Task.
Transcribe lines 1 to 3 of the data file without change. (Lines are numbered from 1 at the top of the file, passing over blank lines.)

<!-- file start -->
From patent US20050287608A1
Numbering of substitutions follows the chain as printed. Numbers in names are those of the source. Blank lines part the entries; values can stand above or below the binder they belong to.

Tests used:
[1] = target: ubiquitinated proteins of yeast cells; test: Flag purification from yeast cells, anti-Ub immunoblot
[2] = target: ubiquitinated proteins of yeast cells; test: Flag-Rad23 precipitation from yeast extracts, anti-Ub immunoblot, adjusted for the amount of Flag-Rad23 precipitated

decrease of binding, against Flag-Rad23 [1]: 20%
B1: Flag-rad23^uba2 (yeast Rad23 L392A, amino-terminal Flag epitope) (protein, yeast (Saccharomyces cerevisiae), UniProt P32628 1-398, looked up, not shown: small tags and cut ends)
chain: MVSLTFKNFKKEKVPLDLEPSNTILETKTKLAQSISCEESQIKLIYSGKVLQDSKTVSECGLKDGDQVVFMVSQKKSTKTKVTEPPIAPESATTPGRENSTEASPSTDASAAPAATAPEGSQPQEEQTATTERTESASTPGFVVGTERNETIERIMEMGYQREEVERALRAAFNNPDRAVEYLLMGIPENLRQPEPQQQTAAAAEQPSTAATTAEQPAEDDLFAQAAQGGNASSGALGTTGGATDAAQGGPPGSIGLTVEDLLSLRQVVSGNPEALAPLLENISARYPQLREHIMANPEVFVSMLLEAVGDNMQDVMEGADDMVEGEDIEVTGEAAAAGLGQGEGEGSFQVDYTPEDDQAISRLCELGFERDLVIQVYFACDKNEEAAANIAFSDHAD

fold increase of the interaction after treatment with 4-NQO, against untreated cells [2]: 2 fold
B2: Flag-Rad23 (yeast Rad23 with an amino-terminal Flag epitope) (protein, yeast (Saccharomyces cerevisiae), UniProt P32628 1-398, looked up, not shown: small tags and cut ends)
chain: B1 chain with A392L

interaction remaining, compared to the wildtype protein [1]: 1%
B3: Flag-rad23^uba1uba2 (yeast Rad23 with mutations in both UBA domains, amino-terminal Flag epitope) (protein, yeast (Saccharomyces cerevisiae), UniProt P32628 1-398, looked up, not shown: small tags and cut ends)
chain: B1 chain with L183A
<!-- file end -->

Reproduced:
From patent US20050287608A1
Numbering of substitutions follows the chain as printed. Numbers in names are those of the source. Blank lines part the entries; values can stand above or below the binder they belong to.

Tests used: